It's too dangerous to go alone. Take this.

Ghetto copy/paste

A lot of times, I SSH from one machine into another and end up in a shell maybe three or four ssh “links” away from my current machine. Then, innocently enough, I’d like to copy a file between that machine and my current machine. Invariably, there’s the pang of laziness as I contemplate how to hook up the necessary SSH pipeline so that I can perform the scp. And, since we all know that laziness is the father of invention, I was inspired to write some simple shell scripts.


#!/usr/bin/env bash

if [ ! -f "$file" ]; then
    echo "usage: $0 <file>" 1>&2
    exit 1

cat "$file" | bzip2 - | openssl enc -a


#!/usr/bin/env bash

out=${1:-$(mktemp ghetto.XXXXXX)}
openssl enc -d -a | bunzip2 - > $out

These scripts allow me to use the clipboard to copy/paste most reasonably-sized files. It won’t work on huge files (or big files that don’t compress very well) but it will simplify moving annoyingly large binary files. Enjoy!

Burn a VIDEO_TS folder to a DVD in Mac OS X

I had a surprisingly hard time finding this tonight, so for everyone’s benefit, here’s the “out of the box” way to get a VIDEO_TS folder onto a DVD. Sadly, it’s not really layperson-friendly.

  1. VIDEO_TS -> ISO
    hdiutil makehybrid \
    	-udf \
    	-udf-volume-name DVD_NAME \
    	-o ~/Desktop/movie.iso \
  2. Now just open the iso in Disk Utility and burn it to a DVD

Report SSH login attempts over Growl

Shortly after subscribing for a linode VPS, I started getting very paranoid about computer security. It had something to do with seeing SSH produce page after page of log output that looked like this:

Nov  1 21:42:13 li30-243 sshd[3223]: Invalid user festival from
Nov  1 21:56:30 li30-243 sshd[4991]: Invalid user florian from
Nov  1 21:58:09 li30-243 sshd[5185]: Invalid user fm from
Nov  1 22:00:03 li30-243 sshd[5429]: Invalid user foo from

This is a pretty blatant dictionary attack. And my machine gets peppered with these sorts of attacks constantly. All day, every day. What’s worse is that it’s coming from multiple computers at the same time. What was even more scary was when I noticed similar log output on my macbook pro at my apartment! One good idea is to use something like DenyHosts to automatically block IPs that have too many failed authorizations in a row. In the case of this kind of distributed attack, though, DenyHosts won’t help much. But since login attempts to your personal home Mac should be rare, it’s nice to have them brought to your attention. That’s why I wrote a simple intrusion detection script that issues Growl alerts. I call it, the SID Growler. Not much explanation for this one, because it should be pretty obvious how it works. Let me know if you have any questions though!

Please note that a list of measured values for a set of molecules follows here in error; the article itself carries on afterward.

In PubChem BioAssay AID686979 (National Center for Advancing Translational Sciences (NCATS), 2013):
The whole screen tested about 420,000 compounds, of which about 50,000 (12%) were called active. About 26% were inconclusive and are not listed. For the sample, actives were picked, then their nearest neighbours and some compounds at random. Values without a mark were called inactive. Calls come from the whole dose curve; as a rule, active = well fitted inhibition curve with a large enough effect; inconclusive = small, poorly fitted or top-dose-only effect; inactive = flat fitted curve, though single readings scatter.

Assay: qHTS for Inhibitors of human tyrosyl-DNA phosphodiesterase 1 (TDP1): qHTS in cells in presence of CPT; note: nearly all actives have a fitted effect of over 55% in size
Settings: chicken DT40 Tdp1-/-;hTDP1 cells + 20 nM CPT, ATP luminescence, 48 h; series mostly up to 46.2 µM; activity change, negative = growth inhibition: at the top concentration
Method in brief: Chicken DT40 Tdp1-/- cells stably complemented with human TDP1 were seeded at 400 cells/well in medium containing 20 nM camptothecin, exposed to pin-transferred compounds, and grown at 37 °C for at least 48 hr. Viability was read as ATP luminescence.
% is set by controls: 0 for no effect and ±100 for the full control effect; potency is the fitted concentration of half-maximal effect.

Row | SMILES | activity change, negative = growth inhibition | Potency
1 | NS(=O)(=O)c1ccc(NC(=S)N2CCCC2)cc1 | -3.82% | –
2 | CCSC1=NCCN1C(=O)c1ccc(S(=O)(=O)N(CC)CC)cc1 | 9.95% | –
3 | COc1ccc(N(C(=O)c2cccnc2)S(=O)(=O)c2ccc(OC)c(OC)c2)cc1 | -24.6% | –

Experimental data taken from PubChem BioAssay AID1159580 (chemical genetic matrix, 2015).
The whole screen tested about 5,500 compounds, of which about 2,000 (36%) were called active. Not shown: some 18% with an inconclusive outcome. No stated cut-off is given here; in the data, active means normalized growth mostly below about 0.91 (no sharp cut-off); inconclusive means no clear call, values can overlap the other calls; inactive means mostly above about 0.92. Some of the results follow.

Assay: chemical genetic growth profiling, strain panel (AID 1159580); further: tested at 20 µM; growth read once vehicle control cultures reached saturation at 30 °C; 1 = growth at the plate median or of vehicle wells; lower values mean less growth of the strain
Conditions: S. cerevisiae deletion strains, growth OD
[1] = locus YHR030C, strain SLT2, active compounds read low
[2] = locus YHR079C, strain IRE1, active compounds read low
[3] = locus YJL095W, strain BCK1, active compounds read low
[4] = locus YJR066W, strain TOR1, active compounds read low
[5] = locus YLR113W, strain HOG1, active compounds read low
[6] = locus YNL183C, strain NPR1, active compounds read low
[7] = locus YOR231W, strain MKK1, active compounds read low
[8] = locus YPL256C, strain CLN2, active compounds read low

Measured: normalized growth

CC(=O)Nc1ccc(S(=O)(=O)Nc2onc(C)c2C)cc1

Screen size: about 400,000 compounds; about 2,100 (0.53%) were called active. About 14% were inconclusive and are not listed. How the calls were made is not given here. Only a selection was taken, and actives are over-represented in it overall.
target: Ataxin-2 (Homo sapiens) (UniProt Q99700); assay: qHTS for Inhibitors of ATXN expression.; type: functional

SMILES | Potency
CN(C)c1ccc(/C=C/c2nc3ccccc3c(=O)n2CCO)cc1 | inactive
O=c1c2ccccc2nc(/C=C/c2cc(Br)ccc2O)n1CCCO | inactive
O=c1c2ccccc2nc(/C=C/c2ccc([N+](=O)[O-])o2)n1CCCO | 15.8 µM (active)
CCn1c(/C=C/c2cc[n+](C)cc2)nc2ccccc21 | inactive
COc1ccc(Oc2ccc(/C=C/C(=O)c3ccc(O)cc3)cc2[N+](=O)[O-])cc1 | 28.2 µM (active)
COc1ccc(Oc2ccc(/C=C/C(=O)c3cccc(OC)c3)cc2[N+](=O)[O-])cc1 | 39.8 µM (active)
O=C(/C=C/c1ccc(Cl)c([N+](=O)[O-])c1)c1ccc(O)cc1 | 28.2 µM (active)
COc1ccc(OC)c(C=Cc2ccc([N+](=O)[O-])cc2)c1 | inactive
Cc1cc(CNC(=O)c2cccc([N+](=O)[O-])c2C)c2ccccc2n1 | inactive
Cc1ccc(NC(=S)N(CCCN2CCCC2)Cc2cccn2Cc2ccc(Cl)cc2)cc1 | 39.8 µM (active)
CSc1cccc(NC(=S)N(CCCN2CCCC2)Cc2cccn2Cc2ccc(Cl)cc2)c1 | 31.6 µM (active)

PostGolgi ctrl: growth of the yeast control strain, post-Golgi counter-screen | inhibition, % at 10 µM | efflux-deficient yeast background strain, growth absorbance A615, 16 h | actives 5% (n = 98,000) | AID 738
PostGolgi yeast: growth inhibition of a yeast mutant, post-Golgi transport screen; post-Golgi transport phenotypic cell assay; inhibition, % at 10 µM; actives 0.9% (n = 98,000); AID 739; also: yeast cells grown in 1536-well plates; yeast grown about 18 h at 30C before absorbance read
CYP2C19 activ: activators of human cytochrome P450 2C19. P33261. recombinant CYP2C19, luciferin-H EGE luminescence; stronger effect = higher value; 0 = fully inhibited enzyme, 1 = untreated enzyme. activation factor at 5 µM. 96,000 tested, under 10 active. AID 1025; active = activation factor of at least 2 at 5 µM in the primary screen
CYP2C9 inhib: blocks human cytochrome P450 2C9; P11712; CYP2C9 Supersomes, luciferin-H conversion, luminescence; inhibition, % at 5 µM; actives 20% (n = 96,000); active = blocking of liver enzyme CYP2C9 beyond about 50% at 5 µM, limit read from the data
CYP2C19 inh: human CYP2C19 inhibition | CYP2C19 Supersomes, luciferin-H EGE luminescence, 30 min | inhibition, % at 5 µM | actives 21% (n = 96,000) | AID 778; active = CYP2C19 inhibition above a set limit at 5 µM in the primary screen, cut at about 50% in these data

#!/usr/bin/env bash

# Watch the OS X secure log and show growl notifications when important events
# happen

authentication error


function stripLogPrefix
    awk '{
            for (i = 6; i < NF; i++)
                printf $i" ";
            printf "\n";

IFS="|" # Separate pattern chunks with the pipe character for egrep
tail -F $LOGFILE | grep --line-buffered sshd |
    egrep --line-buffered "${PATTERNS[*]}" | stripLogPrefix |
        while read line; do

            TITLE="SID Growler"
            MESSAGE="Message: $line"

            growlnotify --appIcon "Keychain Access" $TITLE -m "$MESSAGE"


In order to run it, of course, you must either use sudo or have a shell owned by root because /var/log/secure.log is owned by root.

Polling x.org’s keyboard state

Recently I needed to write a script that changed its behavior when the shift-key was held down. After some research to find a pre-made (and command-line-friendly) solution, I gave up and decided to rip open xkbwatch and see how it does it. It turned out not to be so scary and so I extracted the meaningful bits of code from it and condensed it into a more general-purpose tool. Let me know if I overlooked a really easy or simple way of doing this.